I feel like this boils down to personal feelings quite often. Just yesterday, I was told I was twisting and interpreting scripture to my own gain because I have a small group that meets in a bar to discuss religion and philosophy over beer. While I believe that God has blessed this group (just last night someone thanked me for holding it, saying he learned a great deal from the discussion), these accusations sting. Not only are they inaccurate as far as their understanding of the Scriptures, but also in their misrepresentation of my own character and those of the group. The Gospel is not only not preached through such accusations, but is also defamed. It’s because of this that I feel torn between loving my brother in Christ (though he doesn’t love me back) and rejecting them outright for their behavior.

    • That is a great question, Patrick, and it’s one I’ve faced myself. It’s part of how I ended up in the Anglican church — because I was too Calvinist for Pentecostal denominations to ordain me, but too Pentecostal for Reformed denominations to ordain me. And the thing about being in the middle — you get shot by both sides.

      So I feel ya here. I think the prophetic response is to challenge their presumptions (those are tough conversations) and the transformative response is to offer the Lord’s table, because at His table, we find the ultimate expression of our peace with one another. No war can come to communion, and even the most angry schismatic knows that. Above all, we pray that the Holy Spirit will bring peace.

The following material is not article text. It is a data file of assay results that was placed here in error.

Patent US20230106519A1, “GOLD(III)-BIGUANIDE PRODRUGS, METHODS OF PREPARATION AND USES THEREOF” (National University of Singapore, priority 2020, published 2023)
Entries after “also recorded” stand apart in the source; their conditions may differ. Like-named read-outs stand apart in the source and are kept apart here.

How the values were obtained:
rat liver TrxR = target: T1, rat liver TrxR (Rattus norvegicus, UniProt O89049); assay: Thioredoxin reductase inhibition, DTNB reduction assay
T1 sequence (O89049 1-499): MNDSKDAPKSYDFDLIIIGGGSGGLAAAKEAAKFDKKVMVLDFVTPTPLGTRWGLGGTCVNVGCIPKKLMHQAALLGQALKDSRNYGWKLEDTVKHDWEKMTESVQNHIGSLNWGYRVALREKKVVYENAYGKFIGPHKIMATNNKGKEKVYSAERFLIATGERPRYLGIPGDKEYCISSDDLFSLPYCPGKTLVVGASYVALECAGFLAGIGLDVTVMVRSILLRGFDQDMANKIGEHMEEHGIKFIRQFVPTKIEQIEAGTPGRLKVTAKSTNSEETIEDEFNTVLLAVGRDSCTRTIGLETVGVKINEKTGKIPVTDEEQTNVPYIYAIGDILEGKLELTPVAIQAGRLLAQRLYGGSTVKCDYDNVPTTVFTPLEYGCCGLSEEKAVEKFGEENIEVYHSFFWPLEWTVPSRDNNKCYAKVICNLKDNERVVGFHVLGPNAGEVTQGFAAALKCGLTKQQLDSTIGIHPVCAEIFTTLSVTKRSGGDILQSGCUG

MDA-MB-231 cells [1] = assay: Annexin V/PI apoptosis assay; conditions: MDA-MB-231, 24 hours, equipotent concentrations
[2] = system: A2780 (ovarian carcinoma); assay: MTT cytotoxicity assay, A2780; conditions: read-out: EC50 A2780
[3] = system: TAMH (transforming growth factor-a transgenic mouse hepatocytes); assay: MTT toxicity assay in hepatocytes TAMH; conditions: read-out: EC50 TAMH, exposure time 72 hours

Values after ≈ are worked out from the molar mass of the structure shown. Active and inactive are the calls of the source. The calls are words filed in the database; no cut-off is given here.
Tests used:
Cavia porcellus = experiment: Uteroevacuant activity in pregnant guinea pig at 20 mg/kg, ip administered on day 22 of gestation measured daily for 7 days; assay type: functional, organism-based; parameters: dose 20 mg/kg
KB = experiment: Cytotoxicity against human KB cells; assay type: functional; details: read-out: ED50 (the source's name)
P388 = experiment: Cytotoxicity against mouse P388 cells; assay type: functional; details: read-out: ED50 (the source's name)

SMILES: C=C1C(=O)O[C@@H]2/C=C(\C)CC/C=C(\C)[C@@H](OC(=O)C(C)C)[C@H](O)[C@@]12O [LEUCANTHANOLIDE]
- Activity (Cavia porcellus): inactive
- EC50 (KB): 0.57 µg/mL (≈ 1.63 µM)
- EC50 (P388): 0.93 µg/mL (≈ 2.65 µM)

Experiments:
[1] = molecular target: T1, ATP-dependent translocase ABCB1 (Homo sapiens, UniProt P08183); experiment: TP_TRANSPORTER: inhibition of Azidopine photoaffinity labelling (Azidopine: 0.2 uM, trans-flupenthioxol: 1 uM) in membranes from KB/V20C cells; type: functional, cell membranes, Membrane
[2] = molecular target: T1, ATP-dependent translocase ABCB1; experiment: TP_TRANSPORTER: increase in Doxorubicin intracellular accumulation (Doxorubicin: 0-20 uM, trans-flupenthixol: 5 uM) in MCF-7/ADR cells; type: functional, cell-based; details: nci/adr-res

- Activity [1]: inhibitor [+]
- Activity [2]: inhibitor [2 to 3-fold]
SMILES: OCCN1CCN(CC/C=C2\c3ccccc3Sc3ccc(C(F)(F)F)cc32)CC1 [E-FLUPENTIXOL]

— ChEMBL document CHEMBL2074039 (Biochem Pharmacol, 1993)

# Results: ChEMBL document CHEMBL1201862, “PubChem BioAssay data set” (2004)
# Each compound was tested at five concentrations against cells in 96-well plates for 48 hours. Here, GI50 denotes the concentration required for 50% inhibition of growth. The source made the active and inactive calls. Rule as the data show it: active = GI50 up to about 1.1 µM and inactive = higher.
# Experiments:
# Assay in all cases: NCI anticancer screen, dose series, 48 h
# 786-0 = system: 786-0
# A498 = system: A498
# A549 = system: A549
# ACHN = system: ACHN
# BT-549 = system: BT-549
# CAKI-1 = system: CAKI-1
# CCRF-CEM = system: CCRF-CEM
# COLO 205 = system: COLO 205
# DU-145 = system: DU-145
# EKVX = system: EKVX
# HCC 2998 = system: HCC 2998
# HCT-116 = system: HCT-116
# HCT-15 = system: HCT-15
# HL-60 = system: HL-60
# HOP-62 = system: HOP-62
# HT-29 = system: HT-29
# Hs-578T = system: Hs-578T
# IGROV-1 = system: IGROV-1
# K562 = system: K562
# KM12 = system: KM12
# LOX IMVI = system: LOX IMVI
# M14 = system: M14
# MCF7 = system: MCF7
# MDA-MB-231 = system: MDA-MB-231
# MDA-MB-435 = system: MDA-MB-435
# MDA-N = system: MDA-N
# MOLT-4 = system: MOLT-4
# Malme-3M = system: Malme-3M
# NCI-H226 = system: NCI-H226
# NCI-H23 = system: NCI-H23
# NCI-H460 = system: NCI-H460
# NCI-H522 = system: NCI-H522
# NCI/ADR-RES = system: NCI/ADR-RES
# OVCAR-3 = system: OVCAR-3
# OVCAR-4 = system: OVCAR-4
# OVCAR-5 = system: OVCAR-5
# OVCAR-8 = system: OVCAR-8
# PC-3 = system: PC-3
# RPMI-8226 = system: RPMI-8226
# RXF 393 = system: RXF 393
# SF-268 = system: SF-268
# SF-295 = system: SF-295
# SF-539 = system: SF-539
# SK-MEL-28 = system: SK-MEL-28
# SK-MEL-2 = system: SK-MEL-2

Praying for you brother!

  2. Wow what a great article David! I agree 98% – point of slight disagreement – I think that Calvinism v. Arminianism is a gospel issue, but not insomuch as it justifies ‘cutting one off’. One of my very best friends is an Arminian and we hang out at least once a week lol! Unity was Jesus’ prayer and it should be ours too!

    • While I understand what you’re, I think it’s important to see that classical Arminianism is part of the reformed tradition, UNLIKE semi-pelagianism. Arminius was an admirer of Calvin and thought there was no better expositor of the Scriptures for preachers to rely on — higher praise than most so-named Calvinists would give today. I read a paper recently that I’ve had the most difficult time recovering, but it highlighted very nicely the closeness of Arminianism and Calvinism, and put Wesleyanism as being further from Calvinism than Arminianism proper.

      Obviously, the semi-Pelagianism of Rome is a challenge, and has always been…But the “Arminians” of modern Evangelicalism aren’t always good Arminians. More often than not, they’re semi-Pelagian, unknown to themselves.

  3. Its not too often I hear Calvinism vs. Arminianism constituting a point of Christian division today. I will note that doctrine is not a minor matter in regards to unity. The Gospel itself is doctrine, otherwise it could not be preached or proclaimed or taught. I believe that God will establish the true unity. Where men try to establish unity, we merely have either 1) a room full of people that think alike, or 2) a room full of people without conviction for truth.

    • Daniel:

      It is a point of division, but it needn’t be. Calvinists and Arminians have long preached the Gospel together in the Anglican tradition– think here of the partnership between the Wesleys and George Whitefield. I particularly love the example of Charles Simeon– a voice for Gospel unity and humility in the Church.

      The Gospel is more than “doctrine” as such. The gospel is the faith once for all delivered to the saints. It’s the message that Christ was crucified for us according to the Scriptures, was buried, and rose again according to the Scriptures. It’s what we confess in the Creeds. To go beyond and say “the Gospel is what is confessed there PLUS “(insert favorite doctrine/practice)” is the heart of the Galatian heresy.